The five days of Vinexpo 2013 saw over 48,800 visitors from 148 countries, plus 2,400 exhibitors from 44 countries displaying their wines and spirits at stands that covered a total floor area of 40,000 sq. m (430,500 sq. ft). Almost 38% of the total professionals who visited the 17th edition of the international wine and spirits exhibition came from overseas, setting a new record. Pictured,left: A visitor flipping through a copy of SI at the international media stand at VINEXPO.
However, the number of visitors from France remained more or less the same while non-French visitors increased by 3% over the previous show in 2011. The total number of visitors saw an increase of 1.5%.
China with 3,388 professionals was Vinexpo’s largest non-French visitor, up 13.9% compared to 2011. Japan was represented with 427 visitors, up 17.63%. And beyond these two leaders, Vinexpo attracted more and more Asian visitors: India, up 32.7%, Taiwan, up 4.5%, Vietnam, up 20.4% and Malaysia, up 21.1%.
“In five intense days, featuring very active exhibitors, top flight tastings and quality business contacts hailed by the attendees themselves, Vinexpo clearly demonstrated why it is the world’s leading professional wine and spirits gathering,” stated the official news release.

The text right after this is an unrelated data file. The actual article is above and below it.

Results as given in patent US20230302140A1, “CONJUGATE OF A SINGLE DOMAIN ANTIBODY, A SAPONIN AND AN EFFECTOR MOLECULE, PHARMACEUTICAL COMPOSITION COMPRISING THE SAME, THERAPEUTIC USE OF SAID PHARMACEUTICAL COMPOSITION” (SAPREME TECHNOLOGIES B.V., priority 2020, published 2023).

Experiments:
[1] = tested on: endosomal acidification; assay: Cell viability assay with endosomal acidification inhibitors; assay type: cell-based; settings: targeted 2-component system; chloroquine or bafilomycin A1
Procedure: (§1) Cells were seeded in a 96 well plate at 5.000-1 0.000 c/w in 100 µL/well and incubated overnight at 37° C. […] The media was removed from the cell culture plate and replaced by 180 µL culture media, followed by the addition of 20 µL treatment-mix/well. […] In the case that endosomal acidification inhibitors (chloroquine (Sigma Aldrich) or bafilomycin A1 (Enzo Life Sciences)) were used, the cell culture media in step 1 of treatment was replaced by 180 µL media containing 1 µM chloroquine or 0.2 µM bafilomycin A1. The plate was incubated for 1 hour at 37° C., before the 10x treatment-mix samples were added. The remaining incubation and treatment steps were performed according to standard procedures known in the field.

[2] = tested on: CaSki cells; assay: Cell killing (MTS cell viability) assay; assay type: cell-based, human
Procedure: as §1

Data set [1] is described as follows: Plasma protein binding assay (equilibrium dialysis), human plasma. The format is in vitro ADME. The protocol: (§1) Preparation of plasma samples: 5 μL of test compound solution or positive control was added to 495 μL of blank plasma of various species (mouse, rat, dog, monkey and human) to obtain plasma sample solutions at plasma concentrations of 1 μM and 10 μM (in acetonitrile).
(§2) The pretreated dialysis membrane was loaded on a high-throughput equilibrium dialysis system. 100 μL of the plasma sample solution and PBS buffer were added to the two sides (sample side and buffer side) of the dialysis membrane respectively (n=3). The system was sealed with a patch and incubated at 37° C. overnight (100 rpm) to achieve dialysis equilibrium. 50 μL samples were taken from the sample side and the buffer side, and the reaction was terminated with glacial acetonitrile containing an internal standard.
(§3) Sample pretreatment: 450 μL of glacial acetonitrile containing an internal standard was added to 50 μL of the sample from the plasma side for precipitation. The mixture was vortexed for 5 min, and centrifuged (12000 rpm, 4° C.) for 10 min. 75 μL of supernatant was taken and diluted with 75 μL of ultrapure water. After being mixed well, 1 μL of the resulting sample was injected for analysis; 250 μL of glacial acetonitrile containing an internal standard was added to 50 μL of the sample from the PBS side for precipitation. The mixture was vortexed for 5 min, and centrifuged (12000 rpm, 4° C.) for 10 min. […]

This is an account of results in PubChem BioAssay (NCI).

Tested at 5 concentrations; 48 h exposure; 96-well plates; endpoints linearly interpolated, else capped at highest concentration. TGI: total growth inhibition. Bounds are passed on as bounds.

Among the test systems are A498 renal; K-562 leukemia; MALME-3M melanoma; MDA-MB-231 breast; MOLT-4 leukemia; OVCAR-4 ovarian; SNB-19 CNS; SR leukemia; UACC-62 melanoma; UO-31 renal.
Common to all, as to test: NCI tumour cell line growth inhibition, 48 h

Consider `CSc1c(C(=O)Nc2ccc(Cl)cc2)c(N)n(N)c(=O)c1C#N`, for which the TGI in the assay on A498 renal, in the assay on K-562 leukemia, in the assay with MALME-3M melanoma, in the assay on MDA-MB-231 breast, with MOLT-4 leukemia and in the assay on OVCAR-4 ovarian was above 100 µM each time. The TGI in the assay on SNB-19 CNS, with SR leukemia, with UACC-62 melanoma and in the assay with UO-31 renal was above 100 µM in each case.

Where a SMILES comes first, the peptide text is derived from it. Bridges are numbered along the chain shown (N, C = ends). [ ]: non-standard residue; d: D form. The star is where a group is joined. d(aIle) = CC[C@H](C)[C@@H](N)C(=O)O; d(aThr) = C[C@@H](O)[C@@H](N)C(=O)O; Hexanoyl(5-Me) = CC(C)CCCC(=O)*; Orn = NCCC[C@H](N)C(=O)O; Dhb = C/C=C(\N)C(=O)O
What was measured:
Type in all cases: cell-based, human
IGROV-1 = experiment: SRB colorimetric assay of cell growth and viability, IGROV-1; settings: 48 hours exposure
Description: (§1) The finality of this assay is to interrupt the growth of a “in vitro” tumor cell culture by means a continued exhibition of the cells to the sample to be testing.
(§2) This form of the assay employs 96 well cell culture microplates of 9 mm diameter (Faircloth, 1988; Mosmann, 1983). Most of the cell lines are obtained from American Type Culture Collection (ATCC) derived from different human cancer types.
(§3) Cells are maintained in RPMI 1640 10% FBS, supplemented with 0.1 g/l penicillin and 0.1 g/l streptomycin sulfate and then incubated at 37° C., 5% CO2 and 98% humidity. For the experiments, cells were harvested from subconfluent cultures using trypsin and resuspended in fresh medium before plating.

Robert Beynat (CEO of Vinexpo until next September), declared,
“The number and quality of exchanges, the excitement in the halls, the commands initiated… This Vinexpo is a relaunch sign for the industry”
Exhibitor and visitor feedback, however, was less positive than official reports indicated and there appeared to be fewer people in the exhibition alleys than in previous years. Some criticisms were also received about the organization itself: problems of access, difficulties in setting up stands, infrastructure and so on.
Could the fact of Asian Vinexpos now taking place in HK, Mainland China and Japan be the reason for fewer business visitors to Bordeaux? If visitors are not showing up in Bordeaux, Vinexpo must go where the new markets are. Or maybe the rise of the Dusseldorf fair which has made great strides is hurting Vinexpo?
“New and upcoming fairs in Europe and Asia, notwithstanding, Vinexpo in Bordeaux is the first international exhibition of wines and spirits, and I invariably come away thinking what a worthwhile experience it is,” said Reva K. Singh, editor in chief of Sommelier India. “The Indian market is unique and very challenging. Most major Indian wine importers and distributors were participating and I met several of them during the two-and-a-half days I was there.”
Sommelier India WINE was present with a 1,000 copies of the magazine available at the international press stand.